Cat Anatomy Fundamentals

Some knowledge of cat anatomy can help you better care for your cat. Once you have an understanding of basic cat anatomy, you can be better prepared to spot any health problems your cat might display. Here's some more information about basic cat anatomy.

The Feline Skeletal and Muscular Structure

Your cat's skeleton and muscles form the basis of feline anatomy. The bones of your cat's skull, pelvis, spine and limbs provide the basic support and structure of his body. Important muscular structure includes such muscles as the masseter muscle, biceps femoris, triceps, hyoideus, supraspinatus, and infraspinatus muscles.

The Role of Your Cat's Coat

Your cat's coat plays an important role in feline anatomy. Features such as color and pattern are genetic. However, the appearance of your cat's coat depends on nutrition. Your cat's coat should be sleek, shiny and soft; changes in the appearance of your cat's coat are one of the first indicators of health problems.

Your cat's coat is made up of two layers of fur, a primary and a secondary layer. The secondary, or under, layer is usually thicker than the primary or upper layer.

Claws, Eyes, Mouth and Teeth

Your cat's claws are retractile in nature. They are the most specialized structures in cat anatomy. The soles of your cat's feet have thick-skinned pads that protect him from injury.

Your cat's eyes have evolved to help him detect the movement of prey, so his vision isn't as good as you might expect. It's a myth that cats can see in the dark; their irridescent eyes might reflect small amounts of light, but this doesn't mean especially good night vision. In addition, you may have noticed that your cat can't see things that move fast; instead, his eyes can only detect slow movements.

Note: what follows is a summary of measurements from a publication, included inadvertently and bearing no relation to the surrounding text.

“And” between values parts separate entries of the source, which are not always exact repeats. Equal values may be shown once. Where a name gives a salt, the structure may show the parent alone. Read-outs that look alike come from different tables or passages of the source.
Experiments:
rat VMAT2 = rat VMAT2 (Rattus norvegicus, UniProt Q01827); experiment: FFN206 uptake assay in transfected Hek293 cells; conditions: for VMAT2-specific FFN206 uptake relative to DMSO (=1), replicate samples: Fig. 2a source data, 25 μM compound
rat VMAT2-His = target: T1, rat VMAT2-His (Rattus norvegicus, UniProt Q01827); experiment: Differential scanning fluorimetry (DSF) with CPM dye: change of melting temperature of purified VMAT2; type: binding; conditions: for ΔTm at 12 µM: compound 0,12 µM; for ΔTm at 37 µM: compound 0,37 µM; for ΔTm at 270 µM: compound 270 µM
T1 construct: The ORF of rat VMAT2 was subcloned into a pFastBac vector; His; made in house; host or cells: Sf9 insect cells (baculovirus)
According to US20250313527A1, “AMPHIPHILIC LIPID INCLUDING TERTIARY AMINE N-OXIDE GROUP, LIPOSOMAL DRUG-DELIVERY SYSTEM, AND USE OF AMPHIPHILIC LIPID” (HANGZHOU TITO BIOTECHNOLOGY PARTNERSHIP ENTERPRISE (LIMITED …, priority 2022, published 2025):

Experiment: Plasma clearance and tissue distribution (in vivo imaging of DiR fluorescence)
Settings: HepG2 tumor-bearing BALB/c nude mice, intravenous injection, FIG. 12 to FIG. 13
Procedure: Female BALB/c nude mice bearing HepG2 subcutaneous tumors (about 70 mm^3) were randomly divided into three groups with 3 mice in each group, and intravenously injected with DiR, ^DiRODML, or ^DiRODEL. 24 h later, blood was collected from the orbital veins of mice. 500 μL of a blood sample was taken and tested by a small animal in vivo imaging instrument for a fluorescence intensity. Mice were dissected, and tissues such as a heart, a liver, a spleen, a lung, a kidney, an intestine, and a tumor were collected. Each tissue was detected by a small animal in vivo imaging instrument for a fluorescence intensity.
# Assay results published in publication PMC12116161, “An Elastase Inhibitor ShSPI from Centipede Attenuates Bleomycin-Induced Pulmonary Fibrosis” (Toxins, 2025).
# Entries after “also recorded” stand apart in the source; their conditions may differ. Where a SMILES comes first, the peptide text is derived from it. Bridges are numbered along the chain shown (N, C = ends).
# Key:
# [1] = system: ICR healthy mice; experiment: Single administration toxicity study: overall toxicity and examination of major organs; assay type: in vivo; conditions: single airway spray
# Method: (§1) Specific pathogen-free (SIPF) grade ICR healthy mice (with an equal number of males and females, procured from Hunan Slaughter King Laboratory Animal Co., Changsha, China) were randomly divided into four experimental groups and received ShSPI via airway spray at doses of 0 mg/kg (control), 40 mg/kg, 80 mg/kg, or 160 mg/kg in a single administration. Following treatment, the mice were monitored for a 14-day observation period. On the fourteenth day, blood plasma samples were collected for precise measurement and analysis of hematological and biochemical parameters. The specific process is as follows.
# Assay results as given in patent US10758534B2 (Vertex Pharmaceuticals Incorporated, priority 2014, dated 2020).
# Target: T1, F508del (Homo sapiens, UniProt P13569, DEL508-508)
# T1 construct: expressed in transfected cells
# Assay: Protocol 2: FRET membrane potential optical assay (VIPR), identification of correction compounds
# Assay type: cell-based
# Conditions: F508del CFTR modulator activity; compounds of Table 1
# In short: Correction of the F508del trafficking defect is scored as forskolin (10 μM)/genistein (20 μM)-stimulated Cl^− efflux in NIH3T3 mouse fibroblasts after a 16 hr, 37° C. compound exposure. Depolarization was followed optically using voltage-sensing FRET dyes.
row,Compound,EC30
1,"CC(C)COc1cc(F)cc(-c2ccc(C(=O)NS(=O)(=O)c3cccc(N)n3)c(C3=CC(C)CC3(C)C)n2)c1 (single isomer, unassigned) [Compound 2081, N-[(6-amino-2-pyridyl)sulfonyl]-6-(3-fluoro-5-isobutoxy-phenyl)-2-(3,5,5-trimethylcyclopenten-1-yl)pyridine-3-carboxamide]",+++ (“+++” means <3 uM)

Your cat's mouth is the beginning of his digestive system. He has sharp teeth to allow him to cut and tear the flesh of his prey. Your cat's jaw is incredibly strong; cats kill by crushing their prey's windpipe in the vise-like grip of their jaws. When your cat reaches his later years, he may need teeth extracted. This doesn't present a problem because your cat's jaws are strong enough to allow him to chew kibble without the help of teeth.

Your Cat's Digestive Tract

Food from your cat's mouth passes down the esophagus into his stomach. Your cat's stomach is attached to his small intestine, which serves an important physiological function in your cat's digestive tract. Here, your cat's body absorbs the nutrients in his food. Waste material passes from the small intestine into the large intestine, and then down the colon to the rectum where they are eliminated.

Your Cat's Nervous System

Your cat's nervous system is divided into two parts, the central and the peripheral nervous system. The central nervous system includes the feline brain, brain stem and spinal cord. The peripheral nervous system includes the nerves that carry messages from your cat's brain to various parts of his body.